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New York State's Brownfields Programs: More, and Less, Than Meets the Eye

August 1998

Citation: 28 ELR 10444

Issue: 8

Author: Michael B. Gerrard

Editors' Summary: As the number of brownfields increase, state and federal governments have begun to encourage voluntary efforts to clean up those underused and contaminated properties. This Article examines the status of voluntary brownfields remediation in New York State. It begins by exploring three important New York programs that specifically address voluntary brownfields remediation. The structure, mechanics, and necessary qualifications for each program are described in detail. It then discusses several less prominent New York programs that address site cleanup in New York. The Article concludes with an assessment of New York's brownfields programs and their possibilities for success.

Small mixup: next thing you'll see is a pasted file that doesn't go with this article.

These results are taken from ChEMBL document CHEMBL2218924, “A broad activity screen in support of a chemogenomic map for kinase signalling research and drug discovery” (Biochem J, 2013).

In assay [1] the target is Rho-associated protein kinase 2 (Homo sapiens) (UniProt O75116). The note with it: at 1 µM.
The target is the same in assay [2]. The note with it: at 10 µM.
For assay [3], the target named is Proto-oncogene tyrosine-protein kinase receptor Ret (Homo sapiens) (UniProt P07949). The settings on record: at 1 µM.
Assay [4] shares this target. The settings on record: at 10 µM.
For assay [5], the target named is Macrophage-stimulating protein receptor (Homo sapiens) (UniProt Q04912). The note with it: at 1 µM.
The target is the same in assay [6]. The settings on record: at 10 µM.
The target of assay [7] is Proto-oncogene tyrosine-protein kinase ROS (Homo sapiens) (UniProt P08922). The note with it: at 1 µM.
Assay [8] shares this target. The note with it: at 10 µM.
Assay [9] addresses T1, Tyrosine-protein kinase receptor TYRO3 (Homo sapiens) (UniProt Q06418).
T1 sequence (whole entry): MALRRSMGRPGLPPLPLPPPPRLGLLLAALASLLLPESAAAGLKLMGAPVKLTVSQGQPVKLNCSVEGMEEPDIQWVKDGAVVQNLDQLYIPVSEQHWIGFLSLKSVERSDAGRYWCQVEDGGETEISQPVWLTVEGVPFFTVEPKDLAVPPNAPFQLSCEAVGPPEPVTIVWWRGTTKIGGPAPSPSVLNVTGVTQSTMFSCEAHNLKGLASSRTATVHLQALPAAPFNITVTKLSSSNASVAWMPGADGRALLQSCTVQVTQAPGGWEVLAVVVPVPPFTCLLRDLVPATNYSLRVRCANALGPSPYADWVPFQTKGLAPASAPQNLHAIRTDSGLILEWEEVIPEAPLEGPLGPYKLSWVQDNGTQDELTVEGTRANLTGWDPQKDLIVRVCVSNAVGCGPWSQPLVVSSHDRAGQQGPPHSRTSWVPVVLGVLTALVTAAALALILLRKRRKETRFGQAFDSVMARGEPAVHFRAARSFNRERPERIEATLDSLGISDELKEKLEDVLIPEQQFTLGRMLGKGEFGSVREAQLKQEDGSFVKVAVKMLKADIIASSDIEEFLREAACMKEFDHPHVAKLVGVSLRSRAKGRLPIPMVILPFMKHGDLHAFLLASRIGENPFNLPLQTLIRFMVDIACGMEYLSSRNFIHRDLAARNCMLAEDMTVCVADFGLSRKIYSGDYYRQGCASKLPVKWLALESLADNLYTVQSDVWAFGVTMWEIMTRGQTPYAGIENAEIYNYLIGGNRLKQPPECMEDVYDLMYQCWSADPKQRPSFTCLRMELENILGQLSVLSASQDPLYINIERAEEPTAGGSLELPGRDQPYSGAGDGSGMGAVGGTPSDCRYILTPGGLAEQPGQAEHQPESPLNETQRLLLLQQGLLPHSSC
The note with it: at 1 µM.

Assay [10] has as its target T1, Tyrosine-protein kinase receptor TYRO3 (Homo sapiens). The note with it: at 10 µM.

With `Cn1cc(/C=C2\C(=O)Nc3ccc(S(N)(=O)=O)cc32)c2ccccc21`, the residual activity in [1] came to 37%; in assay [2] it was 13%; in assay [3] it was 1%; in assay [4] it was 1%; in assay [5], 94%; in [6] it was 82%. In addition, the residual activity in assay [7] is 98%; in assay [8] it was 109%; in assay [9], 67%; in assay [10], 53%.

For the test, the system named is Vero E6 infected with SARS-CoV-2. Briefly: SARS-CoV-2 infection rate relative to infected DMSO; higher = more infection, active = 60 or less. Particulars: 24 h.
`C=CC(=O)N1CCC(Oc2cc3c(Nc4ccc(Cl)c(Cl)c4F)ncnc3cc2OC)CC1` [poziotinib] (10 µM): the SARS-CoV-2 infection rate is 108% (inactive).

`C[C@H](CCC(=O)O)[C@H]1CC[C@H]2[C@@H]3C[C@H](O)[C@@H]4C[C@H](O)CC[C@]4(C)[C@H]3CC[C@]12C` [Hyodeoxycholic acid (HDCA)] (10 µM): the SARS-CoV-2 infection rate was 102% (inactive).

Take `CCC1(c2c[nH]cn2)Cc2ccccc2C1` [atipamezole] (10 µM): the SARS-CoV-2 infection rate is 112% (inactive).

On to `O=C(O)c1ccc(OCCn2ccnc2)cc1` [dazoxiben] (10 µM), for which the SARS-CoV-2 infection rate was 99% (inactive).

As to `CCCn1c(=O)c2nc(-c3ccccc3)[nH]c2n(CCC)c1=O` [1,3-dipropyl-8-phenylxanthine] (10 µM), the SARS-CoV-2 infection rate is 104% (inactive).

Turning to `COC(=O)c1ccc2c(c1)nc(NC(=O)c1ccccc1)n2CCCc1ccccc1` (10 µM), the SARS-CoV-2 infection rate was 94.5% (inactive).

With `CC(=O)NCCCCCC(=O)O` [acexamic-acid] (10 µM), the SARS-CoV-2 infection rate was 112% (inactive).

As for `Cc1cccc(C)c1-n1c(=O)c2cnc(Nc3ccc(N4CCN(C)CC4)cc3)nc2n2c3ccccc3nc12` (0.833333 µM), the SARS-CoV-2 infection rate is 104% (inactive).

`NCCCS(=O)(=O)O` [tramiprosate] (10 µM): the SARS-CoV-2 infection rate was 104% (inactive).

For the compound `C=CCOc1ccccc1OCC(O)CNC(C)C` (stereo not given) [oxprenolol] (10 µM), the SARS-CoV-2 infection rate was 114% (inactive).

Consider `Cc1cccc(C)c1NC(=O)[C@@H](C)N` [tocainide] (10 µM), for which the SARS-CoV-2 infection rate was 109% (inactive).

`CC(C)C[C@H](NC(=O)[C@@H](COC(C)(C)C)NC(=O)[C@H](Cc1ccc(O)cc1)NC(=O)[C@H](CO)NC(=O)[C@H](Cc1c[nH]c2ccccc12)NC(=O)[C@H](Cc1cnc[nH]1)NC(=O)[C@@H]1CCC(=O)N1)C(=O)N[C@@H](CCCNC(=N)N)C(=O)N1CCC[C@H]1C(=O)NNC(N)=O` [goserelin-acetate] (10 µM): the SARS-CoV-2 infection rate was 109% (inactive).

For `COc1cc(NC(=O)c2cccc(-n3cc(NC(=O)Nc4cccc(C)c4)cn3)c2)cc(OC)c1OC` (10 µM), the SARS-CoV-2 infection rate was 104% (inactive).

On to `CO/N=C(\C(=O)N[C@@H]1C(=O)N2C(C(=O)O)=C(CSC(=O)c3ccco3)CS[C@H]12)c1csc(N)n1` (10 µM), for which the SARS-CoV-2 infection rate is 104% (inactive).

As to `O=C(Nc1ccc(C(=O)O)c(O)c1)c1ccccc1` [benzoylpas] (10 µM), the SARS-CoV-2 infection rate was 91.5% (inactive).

Michael B. Gerrard is a partner in the New York office of Arnold & Porter, an adjunct professor at Columbia Law School and the Yale School of Forestry and Environmental Studies, and a former chair of the Executive Committee of the Association of the Bar of the City of New York and of the Environmental Law Section of the New York State Bar Association. He is general editor of a two-volume work, BROWNFIELDS LAW AND PRACTICE: THE CLEANUP AND REDEVELOPMENT OF CONTAMINATED LAND (Matthew Bender 1998).

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